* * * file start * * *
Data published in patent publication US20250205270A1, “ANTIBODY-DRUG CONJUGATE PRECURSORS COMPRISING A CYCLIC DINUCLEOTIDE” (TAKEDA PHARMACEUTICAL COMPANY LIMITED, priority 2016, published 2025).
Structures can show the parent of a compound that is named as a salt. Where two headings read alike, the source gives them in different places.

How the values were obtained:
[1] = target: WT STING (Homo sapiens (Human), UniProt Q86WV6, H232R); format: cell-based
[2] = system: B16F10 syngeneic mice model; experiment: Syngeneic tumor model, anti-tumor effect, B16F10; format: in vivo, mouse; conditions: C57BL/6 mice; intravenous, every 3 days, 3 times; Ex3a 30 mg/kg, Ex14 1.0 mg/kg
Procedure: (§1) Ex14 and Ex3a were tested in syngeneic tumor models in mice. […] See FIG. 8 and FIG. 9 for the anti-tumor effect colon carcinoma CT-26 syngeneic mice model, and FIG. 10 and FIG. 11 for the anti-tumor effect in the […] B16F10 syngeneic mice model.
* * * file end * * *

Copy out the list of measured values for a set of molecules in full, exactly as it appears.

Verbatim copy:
Data published in patent publication US20250205270A1, “ANTIBODY-DRUG CONJUGATE PRECURSORS COMPRISING A CYCLIC DINUCLEOTIDE” (TAKEDA PHARMACEUTICAL COMPANY LIMITED, priority 2016, published 2025).
Structures can show the parent of a compound that is named as a salt. Where two headings read alike, the source gives them in different places.

How the values were obtained:
[1] = target: WT STING (Homo sapiens (Human), UniProt Q86WV6, H232R); format: cell-based
[2] = system: B16F10 syngeneic mice model; experiment: Syngeneic tumor model, anti-tumor effect, B16F10; format: in vivo, mouse; conditions: C57BL/6 mice; intravenous, every 3 days, 3 times; Ex3a 30 mg/kg, Ex14 1.0 mg/kg
Procedure: (§1) Ex14 and Ex3a were tested in syngeneic tumor models in mice. […] See FIG. 8 and FIG. 9 for the anti-tumor effect colon carcinoma CT-26 syngeneic mice model, and FIG. 10 and FIG. 11 for the anti-tumor effect in the […] B16F10 syngeneic mice model.